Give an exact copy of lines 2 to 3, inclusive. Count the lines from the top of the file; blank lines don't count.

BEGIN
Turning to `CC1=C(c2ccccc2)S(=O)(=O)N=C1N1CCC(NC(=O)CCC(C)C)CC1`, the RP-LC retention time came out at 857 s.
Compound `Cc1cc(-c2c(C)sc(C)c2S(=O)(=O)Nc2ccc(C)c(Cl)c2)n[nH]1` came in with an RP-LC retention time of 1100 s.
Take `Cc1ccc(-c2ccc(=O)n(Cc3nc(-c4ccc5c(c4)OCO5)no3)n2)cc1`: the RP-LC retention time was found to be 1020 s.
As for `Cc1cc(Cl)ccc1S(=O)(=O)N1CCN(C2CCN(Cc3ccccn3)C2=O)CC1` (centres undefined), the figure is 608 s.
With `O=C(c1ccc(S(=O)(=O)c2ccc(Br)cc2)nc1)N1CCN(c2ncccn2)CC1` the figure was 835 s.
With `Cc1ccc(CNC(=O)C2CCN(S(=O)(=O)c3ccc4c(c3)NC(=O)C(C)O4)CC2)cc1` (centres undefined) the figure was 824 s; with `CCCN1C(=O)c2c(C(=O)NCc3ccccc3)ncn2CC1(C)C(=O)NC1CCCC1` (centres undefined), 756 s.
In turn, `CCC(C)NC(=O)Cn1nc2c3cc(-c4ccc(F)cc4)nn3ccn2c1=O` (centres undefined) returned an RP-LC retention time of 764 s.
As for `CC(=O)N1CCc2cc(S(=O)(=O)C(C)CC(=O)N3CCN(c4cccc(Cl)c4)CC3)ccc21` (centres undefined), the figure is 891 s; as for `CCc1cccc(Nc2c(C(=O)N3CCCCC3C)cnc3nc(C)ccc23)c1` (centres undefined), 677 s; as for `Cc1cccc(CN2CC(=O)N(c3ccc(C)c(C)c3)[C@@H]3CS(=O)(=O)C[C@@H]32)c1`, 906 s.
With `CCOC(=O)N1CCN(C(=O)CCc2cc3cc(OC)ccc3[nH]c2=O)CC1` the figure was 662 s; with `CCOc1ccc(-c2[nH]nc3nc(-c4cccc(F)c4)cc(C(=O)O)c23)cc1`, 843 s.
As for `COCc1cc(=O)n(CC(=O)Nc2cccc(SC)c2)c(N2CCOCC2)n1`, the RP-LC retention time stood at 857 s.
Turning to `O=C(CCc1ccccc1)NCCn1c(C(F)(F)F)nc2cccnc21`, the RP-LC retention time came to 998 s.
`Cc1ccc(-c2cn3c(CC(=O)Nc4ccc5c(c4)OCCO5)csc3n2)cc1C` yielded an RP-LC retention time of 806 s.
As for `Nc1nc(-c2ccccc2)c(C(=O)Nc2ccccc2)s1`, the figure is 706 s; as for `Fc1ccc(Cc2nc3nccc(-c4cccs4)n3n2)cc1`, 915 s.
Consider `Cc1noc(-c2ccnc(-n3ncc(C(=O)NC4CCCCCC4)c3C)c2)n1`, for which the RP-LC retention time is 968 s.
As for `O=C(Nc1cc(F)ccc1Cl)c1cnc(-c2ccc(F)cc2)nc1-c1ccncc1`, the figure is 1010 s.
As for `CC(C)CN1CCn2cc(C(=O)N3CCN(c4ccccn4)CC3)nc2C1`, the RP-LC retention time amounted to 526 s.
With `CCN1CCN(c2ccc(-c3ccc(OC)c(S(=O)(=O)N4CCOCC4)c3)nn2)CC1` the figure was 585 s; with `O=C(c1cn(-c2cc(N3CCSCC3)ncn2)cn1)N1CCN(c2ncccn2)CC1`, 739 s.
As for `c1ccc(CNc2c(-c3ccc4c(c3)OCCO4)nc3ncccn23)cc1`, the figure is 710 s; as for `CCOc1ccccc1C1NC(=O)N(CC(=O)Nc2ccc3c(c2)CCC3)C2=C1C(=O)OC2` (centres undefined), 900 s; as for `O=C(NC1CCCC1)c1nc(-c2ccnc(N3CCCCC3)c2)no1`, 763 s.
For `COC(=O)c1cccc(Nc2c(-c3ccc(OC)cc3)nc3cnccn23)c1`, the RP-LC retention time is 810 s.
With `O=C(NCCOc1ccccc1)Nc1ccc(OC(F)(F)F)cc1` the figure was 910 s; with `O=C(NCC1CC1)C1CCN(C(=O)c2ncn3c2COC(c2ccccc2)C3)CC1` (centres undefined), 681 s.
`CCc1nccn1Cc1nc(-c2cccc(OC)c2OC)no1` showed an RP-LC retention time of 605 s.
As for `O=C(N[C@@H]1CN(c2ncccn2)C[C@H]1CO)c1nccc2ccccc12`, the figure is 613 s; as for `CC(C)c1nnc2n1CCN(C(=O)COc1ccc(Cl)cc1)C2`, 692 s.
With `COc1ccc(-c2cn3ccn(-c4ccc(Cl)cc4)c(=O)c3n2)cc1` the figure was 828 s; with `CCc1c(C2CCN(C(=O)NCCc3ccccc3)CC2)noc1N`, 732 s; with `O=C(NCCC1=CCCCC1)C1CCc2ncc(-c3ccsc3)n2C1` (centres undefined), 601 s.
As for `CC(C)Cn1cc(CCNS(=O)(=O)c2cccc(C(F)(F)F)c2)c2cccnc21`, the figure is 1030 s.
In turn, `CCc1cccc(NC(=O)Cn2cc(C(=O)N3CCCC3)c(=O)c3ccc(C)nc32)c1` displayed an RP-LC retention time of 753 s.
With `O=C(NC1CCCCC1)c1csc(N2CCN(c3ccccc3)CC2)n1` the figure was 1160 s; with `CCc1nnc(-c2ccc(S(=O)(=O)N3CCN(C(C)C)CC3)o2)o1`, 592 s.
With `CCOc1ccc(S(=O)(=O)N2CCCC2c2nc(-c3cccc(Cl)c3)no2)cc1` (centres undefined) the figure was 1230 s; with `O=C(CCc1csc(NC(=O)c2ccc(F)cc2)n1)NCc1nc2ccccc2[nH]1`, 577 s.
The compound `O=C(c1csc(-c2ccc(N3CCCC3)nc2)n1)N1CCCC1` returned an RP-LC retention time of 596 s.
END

Compound `Cc1cc(-c2c(C)sc(C)c2S(=O)(=O)Nc2ccc(C)c(Cl)c2)n[nH]1` came in with an RP-LC retention time of 1100 s.
Take `Cc1ccc(-c2ccc(=O)n(Cc3nc(-c4ccc5c(c4)OCO5)no3)n2)cc1`: the RP-LC retention time was found to be 1020 s.